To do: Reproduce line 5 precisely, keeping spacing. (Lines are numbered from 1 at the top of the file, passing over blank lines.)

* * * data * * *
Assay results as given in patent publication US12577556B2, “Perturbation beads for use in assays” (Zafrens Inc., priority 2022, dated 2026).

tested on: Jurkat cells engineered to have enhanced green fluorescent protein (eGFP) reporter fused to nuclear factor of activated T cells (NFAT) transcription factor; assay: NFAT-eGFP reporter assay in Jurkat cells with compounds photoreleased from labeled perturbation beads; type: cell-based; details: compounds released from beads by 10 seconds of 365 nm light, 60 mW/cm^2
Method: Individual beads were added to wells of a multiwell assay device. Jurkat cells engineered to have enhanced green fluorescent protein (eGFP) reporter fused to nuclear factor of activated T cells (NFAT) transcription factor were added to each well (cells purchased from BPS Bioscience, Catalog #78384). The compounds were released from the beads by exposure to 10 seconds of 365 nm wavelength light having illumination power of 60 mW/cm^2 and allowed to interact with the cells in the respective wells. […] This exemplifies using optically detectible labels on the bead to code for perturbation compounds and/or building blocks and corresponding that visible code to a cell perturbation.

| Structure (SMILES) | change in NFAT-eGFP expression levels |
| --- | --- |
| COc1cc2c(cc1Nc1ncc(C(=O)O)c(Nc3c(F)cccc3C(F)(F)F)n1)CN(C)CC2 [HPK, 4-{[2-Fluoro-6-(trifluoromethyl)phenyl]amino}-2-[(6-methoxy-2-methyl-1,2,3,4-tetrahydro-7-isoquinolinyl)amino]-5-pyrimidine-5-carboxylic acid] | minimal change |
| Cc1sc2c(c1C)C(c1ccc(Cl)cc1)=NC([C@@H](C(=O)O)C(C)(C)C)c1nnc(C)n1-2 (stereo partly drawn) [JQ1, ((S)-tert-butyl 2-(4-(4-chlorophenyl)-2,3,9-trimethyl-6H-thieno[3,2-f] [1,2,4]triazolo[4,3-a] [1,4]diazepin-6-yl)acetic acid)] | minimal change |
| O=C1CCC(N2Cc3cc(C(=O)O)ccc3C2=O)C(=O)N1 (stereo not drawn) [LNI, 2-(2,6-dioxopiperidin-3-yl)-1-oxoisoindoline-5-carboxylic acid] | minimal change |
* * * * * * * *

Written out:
| --- | --- |